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Amid COVID-19, don’t ignore the links between poor air quality and public health

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As the COVID-19 pandemic continues to surge in the United States, with deaths surpassing 169,000 and “red zones” emerging in 21 states, preliminary research suggests that people living in communities with significant exposure to air pollutants have an increased risk of hospitalization or even death if exposed to COVID-19.

Yet, some of the bedrock environmental laws that protect air quality have been weakened or laxly enforced during the pandemic. Soon after his inauguration, President Trump issued an executive order stating “that for every one new regulation issued, at least two prior regulations be identified for elimination.” In the lead-up to the presidential election in November, President Trump continues to tout this de-regulatory record and rollbacks of environmental protections as chief among his accomplishments.

In recent months, there have been significant rollbacks of major rules affecting air quality, including weakened mercury and air toxics standards for coal plants, reduced stringency for new car fuel economy standards, and denied petitions from states requesting regulatory assistance for air pollution that crosses state lines.

Impacts on vulnerable communities

Evidence has shown that exposure to air pollution can increase susceptibility to and exacerbate respiratory illnesses, particularly in urban areas. Research is mounting on the ways that poor local air quality may be linked with adverse health outcomes from COVID-19. A recent study found that areas in the Netherlands with more air pollution have greater caseloads and hospitalizations from COVID-19, while another found a similar relationship with adverse health outcomes in China, and another between air pollution and the spread of COVID-19 in Italy. An earlier Harvard study found that long-term exposure to an additional 1 microgram per cubic meter of fine particulate matter was associated with an 8% increase in death rates from COVID-19.

Bringing the social justice dimensions of the pandemic into sharp relief, Centers for Disease Control and Prevention data show that age-adjusted hospitalization rates from COVID-19 are significantly higher among Black, Hispanic, and Native American populations. Urban communities of color may be exposed to disproportionately poorer air quality, exacerbating health risks, though other circumstances likely contribute, including socio-economic, geographic, employment, and other health factors.

Using the crisis as justification 

Using pandemic economic recovery as part of its justification, the administration finalized an executive order in June, providing “expedited treatment” for transportation and other infrastructure projects on federal lands, enabling scaled-back environmental reviews under landmark environmental laws such as the National Environmental Policy Act, the Endangered Species Act, and Clean Water Act.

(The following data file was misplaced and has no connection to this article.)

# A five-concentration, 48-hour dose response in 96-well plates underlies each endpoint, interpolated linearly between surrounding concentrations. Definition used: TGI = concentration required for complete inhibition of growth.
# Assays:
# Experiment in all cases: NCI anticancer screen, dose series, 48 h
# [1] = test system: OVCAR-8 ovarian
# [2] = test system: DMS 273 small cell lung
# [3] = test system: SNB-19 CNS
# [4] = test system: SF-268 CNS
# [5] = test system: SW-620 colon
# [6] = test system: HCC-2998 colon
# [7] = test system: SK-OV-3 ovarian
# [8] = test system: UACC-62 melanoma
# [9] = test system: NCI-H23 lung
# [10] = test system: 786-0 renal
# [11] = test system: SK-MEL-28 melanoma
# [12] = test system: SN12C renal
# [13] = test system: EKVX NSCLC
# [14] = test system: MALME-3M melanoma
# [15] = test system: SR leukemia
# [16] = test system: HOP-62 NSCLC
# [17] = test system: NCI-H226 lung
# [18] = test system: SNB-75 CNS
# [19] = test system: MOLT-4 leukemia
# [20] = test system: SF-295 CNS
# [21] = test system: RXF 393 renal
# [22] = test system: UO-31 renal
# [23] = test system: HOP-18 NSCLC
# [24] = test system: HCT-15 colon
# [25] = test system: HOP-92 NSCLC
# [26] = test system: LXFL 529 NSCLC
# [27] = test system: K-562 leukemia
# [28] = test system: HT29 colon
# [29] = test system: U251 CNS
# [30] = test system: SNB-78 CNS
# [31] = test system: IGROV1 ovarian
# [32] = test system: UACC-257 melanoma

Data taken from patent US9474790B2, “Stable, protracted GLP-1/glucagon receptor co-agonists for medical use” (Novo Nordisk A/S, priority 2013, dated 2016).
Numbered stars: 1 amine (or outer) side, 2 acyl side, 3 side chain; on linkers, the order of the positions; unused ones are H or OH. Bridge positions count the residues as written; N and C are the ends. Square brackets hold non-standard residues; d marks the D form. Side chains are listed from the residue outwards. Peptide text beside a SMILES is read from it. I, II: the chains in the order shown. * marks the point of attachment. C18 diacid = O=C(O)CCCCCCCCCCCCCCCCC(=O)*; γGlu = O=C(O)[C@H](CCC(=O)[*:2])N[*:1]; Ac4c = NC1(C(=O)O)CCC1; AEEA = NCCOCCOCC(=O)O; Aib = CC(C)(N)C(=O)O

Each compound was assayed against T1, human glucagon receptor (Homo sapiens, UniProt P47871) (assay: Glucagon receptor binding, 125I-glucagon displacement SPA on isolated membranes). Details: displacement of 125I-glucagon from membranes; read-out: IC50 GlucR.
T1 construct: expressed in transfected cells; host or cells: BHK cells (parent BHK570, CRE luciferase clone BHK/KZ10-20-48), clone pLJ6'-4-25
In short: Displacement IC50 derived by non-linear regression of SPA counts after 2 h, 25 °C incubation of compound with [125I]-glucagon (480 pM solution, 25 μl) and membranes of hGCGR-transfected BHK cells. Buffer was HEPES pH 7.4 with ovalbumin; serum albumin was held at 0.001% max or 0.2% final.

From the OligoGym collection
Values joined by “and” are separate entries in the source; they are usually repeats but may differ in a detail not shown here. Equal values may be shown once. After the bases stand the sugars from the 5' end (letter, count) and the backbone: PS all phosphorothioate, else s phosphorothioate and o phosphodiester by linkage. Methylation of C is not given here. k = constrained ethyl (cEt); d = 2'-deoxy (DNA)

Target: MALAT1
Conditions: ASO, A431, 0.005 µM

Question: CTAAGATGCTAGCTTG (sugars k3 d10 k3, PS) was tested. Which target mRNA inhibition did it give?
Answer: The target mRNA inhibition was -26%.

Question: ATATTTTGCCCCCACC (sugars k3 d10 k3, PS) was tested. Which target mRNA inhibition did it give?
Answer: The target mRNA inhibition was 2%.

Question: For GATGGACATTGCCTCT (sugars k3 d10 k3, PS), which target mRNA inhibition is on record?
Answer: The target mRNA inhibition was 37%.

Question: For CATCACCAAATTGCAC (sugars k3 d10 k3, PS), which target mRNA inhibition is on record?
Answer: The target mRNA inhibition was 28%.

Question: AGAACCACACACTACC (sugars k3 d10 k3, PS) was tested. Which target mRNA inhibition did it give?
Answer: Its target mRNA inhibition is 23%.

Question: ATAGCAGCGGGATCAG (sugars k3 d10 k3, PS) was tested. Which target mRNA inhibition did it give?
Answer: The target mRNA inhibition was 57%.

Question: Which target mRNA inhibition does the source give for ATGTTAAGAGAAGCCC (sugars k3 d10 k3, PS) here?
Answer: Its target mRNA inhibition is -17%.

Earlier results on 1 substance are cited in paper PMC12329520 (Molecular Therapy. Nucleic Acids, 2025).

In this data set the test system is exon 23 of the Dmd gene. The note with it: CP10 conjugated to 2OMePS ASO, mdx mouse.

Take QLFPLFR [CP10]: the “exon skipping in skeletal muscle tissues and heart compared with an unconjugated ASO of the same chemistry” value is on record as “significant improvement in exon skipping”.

In the early days of the pandemic, and while much of the nation was focused on public health and economic concerns, the Environmental Protection Agency (EPA) announced it would use discretion in monitoring and enforcement. This meant it would not pursue penalties for monitoring, testing, and reporting of civil pollution violations, effectively reducing the efficacy of air, water, and hazardous waste rules during the crisis.

Meanwhile, new research from American University suggests that pollution increased during the enforcement rollback in counties with six or more Toxic Release Inventory (TRI) sites. Those counties experienced 39% increases in daily COVID-19 caseloads, and 19% increases in daily COVID-19 related deaths, compared with counties with 5 or fewer sites. EPA announced in late June that the policy would expire on August 31.

The diminishing role of science

During the coronavirus crisis, the administration has, at times, sought to downplay scientific evidence and the magnitude and severity of the crisis. Yet efforts to promote a de-regulatory agenda on the environment as part of COVID-19 response and recovery overlook important emerging evidence about linkages between poor air quality and adverse health outcomes of COVID-19.

In July, a California federal judge ruled against the administration’s efforts at rolling back methane regulations, citing a failure to incorporate scientific evidence and adequately justify the decision. The EPA’s rule reconsideration acknowledged that this rollback would “degrade air quality and adversely affect health and welfare” connected with fine particulate matter, ozone, and hazardous air pollutants.

With the public health crisis ongoing, and growing evidence of the linkages between poor air quality and negative health outcomes, continuing to roll back regulation and enforcement of air quality protections risks making the problem even worse.

The findings, interpretations and conclusions posted on Brookings.edu are solely those of the authors and not of The Brookings Institution, its officers, staff, board, funders, or organizations with which they may have a relationship.

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